Bee Roots for 2023-07-03

The table provides clues for the roots of words in today's NY Times Spelling Bee. You're responsible for prefixes, suffixes, tense changes, plurals, doubling consonants before suffixes, and alternate spellings of roots. An exception: since Sam won't allow S, when the root contains an S, the clue may be for a plural or suffixed form. "Mice" for example. If a clue isn't self-explanatory, try googling it. The TL;DR about the site comes after the table.

Past clues are available here

Today's puzzle
  • Letters: C/ABEHMO
  • Words: 33
  • Points: 130
  • Pangrams: 1

Table content

  • with first two letters of answer and length
answers coveredanswer's first two lettersanswer's lengthclue for root (answer may need prefix, suffix, tense change, alt spelling, ...)
1AC4Muscle, heart, tooth, or tummy dull pain
1AC5What a sneeze sounds like
1AC4Peak; or where Wile E. Coyote orders his supplies
1BE5Sandy shoreline
1BE9Look for stuff in the sand by the water, compound pangram
2BE6,6Turn into; or begin to be; or qualify as (She hopes to … a doctor)
1BE5Tree that’s a homophone of a sandy shoreline
1BO5Italian game similar to lawn bowling
1CA5Bean source of Hershey Bars
1CA5Hidden stockpile, or computer temp memory storage to speed access
1CA5Jewelry with a carved portrait; bit part in a movie played by a celebrity (… appearance)
1CA4Clothing that helps you hide, slang abbr.
1CA4Travel toward a particular place, tell your dog to move toward you, or slang for “to orgasm”
1CH5Cancer treatment with poison, slang abbr.
1CO5Athletic instructor or trainer, noun/verb; bus, noun
1CO41st part of popular soda brand name
1CO5Hot winter drink with marshmallows, or the powder it’s made from
1CO4Silver Pacific salmon
1CO4Prolonged unconscious state
1CO4Toothed instrument to fix hair
1CO5Slang abbr. for a small jazz band, or a grouping of different foods (… platter or meal)
1CO4Travel toward a particular place, tell your dog to move toward you, or slang for “to orgasm”
1CO5Curly punctuation mark that separates phrases
1EA4Every one, pronoun; or apiece, adv.
1EC4Reflection of a sound, reverberation, noun/verb
1EM5Master of Ceremonies (sounded-out initials), slang noun/verb
1HO5Cheap liquor
1MA4Self-defense pepper spray, staff, or spice from a nutmeg
1MA5Showing aggressive pride in one's masculinity (Village People's … Man)
1ME5Holiest city in Islam, or place of attraction (shopping …)
1MO5Espresso drink with chocolate
1MO5Beggar or scrounger, noun; to ask for or obtain without paying, verb; or nickname of 10–day White House press secretary (“The …”)

About this site

This site provides clues for a day's New York Times Spelling Bee puzzle. It follows in Kevin Davis' footsteps. The original set of 4,500 clues came from him, and they still make up about three quarters of the current clue set.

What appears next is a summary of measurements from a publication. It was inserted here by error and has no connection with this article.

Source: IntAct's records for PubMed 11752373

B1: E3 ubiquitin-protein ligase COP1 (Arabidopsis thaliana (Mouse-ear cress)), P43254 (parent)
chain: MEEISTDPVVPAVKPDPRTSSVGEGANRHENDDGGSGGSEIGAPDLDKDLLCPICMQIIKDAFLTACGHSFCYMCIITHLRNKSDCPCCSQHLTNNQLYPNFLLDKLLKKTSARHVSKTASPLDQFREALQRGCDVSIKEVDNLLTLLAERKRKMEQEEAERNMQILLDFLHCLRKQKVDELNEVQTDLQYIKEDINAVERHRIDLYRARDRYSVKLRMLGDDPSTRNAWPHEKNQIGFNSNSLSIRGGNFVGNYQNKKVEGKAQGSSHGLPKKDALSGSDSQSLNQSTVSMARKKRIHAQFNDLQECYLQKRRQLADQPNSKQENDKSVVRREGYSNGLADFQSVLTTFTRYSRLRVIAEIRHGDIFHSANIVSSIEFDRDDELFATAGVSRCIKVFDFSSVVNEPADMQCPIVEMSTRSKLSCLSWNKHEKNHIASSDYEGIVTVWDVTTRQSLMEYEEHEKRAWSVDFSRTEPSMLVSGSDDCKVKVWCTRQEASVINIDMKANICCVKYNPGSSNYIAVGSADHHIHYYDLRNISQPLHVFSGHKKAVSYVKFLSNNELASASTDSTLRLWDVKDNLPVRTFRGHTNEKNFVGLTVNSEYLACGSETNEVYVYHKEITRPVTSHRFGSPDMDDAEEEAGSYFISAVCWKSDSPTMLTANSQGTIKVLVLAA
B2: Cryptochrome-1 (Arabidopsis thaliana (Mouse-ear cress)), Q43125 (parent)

The "Bee Roots" approach is to provide explicit clues for root words, not every word. As logophiles, we are pretty good at putting on prefixes and suffixes, changing tense, and forming plurals (including Latin plurals!). The clues cover root words, arranged alphabetically by root word, with a count of words in the puzzle that come from each root. For example, if a puzzle includes ROAM and ROAMING, there will be a clue for ROAM and a count of 2. The root may not appear in the puzzle at all; for example, the 2021-07-23 Bee included ICED, DEICE, and DEICED. For such a puzzle, the clue would be for ICE with a word count of 3.

The Bee Roots approach involves judgement sometimes. For example, if a puzzle includes LOVE, LOVED, and LOVELY, how many roots are needed to cover them? LOVE and LOVED share the root LOVE, certainly, but LOVELY is tricky. LOVE is part of its etymology, but by now, the word means "exquisitely beautiful," which is a lot farther from the meaning of LOVE than swithcing to past tense. I'm inclined to treat LOVE and LOVELY as separate roots. You may not agree, which is fine. Another thing we logophiles share is a LOVE of arguing about words on Twitter.

A few words can have one meaning as a suffixed form and another as a stand-alone word. EVENING, for example. In those cases I will use the meaning that I think is more common.

One last complication, until another one pops up: a few roots have multiple spellings, for example LOLLYGAG and LALLYGAG. Depending on the day's letters, and maybe even the editor's whims, one or both could be in the puzzle's answer list. With such roots, you could see a word count of 2, even if there are no applicable prefixes or suffixes.

I will do my best to keep this site up to date and helpful (I hope). Check it out, and tweet feedback to @donswartwout Tweet to @donswartwout